23 Mar 2016

Porillington or Wellirua? Regional merger up for debate

8:53 am on 23 March 2016

Wellington could have a major fight on its hands if it wants to merge with Porirua, with the deputy mayor saying he has the votes to block the "left field" proposal.


Porirua Photo: Wikicommons

Tonight, Wellington city councillors will debate whether to investigate the advantages and disadvantages of a merger with the small centre to the North.

The proposal comes off the back of the Local Government Commission's (LGC) proposal for a Wellington Supercity which was scrapped in June last year due to a lack of public support.

That proposal was considered by many to be too much, all at once - a Greater Wellington Council would have been formed from the combined Upper Hutt, Hutt City, Wellington City, Porirua, Kapiti, Carterton, Masterton, South Wairarapa and regional councils.

Wellington CBD

Wellington city Photo: 123rf

In the wake of that, the LGC was asked to look at other regional options for "good local government", such as smaller mergers, shared services, and how councils could better work together.

Since then, the LGC has worked closely with the region's mayors looking for ways the region can work more efficiently, current options include a merger of the Wairarapa councils, and more shared services in the Hutt Valley.

At the same time, it is clear Wellington and Porirua's mayors and chief executives have been talking closely about a merger.

If today's proposal is successful - as well as a similar paper going before Porirua councillors on 30 March - the LGC will be asked to start identifying the advantages and disadvantages of merging the two cities.

Proponents say the merger would streamline governance across the area and give Wellington more room for growth.


March 2016: Councils agree to explore merger options (or not)

April/May 2016: Council workshops

May - September 2016: LGC analyses options

October 2016: Councils review draft findings / options

December 2016: Final options are presented by LGC.

Feb-March 2017: Public consultation

April 2017: Decision to merge (or not). Public referendum.

Although the paper is bland, the politics are not.

Already Wellington Deputy Mayor Justin Lester has come out swinging, saying the proposal is "ad-hoc" and will not pass.

Mr Lester, who is the Labour Party's mayoral candidate in Wellington, said he had the votes to block the "left field" proposal.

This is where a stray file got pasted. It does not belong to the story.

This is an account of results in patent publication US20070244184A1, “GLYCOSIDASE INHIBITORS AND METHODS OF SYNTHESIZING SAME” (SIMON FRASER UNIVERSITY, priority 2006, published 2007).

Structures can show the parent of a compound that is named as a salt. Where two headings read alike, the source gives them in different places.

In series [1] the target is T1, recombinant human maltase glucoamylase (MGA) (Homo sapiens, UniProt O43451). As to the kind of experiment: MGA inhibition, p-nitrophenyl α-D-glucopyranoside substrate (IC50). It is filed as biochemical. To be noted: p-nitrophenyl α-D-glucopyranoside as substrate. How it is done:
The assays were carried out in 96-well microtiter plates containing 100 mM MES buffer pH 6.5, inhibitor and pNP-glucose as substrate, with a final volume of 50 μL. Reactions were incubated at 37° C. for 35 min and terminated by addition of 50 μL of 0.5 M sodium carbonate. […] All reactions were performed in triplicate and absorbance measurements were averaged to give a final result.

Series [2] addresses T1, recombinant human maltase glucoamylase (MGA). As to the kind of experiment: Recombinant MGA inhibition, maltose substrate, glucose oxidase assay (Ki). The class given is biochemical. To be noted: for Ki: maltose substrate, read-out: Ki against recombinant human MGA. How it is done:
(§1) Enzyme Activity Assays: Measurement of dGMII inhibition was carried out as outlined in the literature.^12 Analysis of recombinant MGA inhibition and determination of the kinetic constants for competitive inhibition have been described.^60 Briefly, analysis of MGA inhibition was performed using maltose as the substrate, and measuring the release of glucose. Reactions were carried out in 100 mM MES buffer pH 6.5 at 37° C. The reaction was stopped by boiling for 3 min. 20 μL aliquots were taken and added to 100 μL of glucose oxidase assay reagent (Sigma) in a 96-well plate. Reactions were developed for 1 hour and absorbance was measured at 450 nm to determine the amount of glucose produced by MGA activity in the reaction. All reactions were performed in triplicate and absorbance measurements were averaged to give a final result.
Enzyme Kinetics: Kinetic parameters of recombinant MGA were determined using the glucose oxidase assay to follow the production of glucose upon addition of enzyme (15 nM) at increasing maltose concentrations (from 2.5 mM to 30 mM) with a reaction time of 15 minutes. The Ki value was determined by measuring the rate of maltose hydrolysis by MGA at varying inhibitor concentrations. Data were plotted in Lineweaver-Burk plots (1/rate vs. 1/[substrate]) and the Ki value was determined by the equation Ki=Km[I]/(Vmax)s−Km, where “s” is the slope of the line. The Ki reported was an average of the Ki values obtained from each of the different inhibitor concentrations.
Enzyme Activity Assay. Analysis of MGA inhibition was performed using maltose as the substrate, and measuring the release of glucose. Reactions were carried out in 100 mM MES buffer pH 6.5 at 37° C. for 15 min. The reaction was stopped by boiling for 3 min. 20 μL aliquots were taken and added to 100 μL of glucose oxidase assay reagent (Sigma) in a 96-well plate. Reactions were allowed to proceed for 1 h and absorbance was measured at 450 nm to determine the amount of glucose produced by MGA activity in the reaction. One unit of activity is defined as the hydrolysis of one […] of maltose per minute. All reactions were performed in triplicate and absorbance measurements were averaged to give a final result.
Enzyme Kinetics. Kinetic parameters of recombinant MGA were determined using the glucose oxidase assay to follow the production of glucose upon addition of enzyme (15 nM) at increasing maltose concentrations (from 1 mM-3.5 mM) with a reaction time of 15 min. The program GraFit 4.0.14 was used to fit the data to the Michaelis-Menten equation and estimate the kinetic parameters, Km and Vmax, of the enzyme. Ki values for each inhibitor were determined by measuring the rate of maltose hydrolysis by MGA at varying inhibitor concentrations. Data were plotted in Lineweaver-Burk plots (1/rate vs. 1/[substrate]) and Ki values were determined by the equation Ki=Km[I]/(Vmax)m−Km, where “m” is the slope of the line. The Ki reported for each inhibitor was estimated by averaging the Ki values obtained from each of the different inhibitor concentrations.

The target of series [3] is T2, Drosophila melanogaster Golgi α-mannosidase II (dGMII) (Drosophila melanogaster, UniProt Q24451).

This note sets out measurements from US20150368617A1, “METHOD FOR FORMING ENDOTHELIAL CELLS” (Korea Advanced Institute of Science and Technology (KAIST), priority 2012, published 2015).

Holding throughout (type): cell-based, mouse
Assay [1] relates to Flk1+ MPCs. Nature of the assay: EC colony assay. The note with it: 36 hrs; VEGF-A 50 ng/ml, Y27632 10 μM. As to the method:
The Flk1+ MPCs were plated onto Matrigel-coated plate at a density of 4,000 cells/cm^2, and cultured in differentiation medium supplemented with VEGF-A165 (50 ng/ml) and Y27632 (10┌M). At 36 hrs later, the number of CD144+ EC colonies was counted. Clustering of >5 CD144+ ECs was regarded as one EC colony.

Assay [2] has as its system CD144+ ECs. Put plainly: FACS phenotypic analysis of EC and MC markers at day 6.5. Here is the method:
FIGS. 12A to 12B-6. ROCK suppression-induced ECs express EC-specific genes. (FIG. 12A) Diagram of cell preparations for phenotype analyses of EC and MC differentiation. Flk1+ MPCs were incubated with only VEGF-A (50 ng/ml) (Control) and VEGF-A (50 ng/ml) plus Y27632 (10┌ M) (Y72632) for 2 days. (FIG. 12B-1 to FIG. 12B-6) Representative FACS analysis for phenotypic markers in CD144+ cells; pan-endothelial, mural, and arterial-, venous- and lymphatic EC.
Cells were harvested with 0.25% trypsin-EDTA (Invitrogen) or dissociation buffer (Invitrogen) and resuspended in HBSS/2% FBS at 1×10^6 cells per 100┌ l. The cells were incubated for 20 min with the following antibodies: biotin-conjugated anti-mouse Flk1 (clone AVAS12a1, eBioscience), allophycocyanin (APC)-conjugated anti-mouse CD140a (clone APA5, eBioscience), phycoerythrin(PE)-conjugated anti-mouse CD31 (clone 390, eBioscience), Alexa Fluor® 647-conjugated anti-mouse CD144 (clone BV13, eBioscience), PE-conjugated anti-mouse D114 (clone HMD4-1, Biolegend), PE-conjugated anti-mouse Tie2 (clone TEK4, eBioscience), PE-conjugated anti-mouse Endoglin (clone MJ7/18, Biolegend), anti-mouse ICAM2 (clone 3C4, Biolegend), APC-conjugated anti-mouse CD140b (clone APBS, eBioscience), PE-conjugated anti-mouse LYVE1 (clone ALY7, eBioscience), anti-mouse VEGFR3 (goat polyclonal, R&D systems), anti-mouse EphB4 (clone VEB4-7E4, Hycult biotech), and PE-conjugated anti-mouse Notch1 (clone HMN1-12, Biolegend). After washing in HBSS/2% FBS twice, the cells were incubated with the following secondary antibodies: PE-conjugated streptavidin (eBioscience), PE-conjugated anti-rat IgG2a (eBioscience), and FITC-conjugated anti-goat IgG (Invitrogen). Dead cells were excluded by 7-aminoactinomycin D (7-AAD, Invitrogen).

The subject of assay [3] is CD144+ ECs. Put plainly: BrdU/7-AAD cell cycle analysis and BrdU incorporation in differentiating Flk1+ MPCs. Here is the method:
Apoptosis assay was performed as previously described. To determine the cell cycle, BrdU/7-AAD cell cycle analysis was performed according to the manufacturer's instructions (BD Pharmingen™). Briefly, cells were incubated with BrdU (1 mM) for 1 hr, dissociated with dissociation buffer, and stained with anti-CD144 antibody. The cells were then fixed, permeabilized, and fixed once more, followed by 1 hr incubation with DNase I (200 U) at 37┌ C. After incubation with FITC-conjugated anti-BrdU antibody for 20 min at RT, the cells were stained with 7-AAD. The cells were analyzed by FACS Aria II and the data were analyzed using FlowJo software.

Porirua Mayor Nick Leggett is also aligned with the Labour Party, but was elected as an independent. Mr Leggett has confirmed he will not be standing in Porirua again this year, and is widely tipped to run in the Wellington mayoral race.

On the topic of the merger, the pair were miles apart.

Mr Lester said the proposal undermined the work the LGC had been doing alongside the mayoral forum.

"None of those parties have been talked to," Mr Lester said.

"That's absolute garbage," Mr Leggett said.

Mr Leggett said the region's mayors and councillors talk all the time and "the LGC are totally comfortable with it".

Asked how two candidates aligned with the Labour Party could hold such different views, Mr Leggett said it indicated that the Labour Party was not united on much at the moment.

Councillor and mayoral contender Nicola Young said "[Porirua] should never have been separate city. It was nuts then and it's nuts now".

"We've got to look to the future… stop the patch protection," she said.

Wellington Mayor Celia Wade-Brown did not respond to requests for comment.

What kind of merger?

Both Porirua and Wellington City Councils are territorial authorities, separate to the regional council.

A merged Porirua-Wellington could remain a territorial authority, or it could take on the role of the regional council and become a Unitary Authority (like the Auckland Council is now).

It is understood Ms Wade-Brown was in favour of a Unitary Authority, but she did not confirm that.

Mr Leggett said he was in favour of a territorial authority.

Greater Wellington Regional Council chair Chris Laidlaw said although the proposal was unexpected, a territorial authority would have little impact on the region.

However, Mr Laidlaw said a Unitary Authority would undermine, and potentially nullify, the mayoral forum's work with the LGC.

Upper Hutt mayor Wayne Guppy, who is also chair of the mayoral forum, said a unitary authority would have "big ramifications for the whole region".

"There would be a whole new debate, in my opinion," he said.

Kapiti's mayor Ross Church said the speculation about the merger was unhelpful because it was only a preliminary discussion.

"Watch this space," he said. "[The proposal] could be rejected."

He said a Unitary Authority would be a game changer.

Mr Church ruled out Kapiti trying to join Porirua and Wellington's discussions in the short-term.

"It's not good to get seriously involved," he said.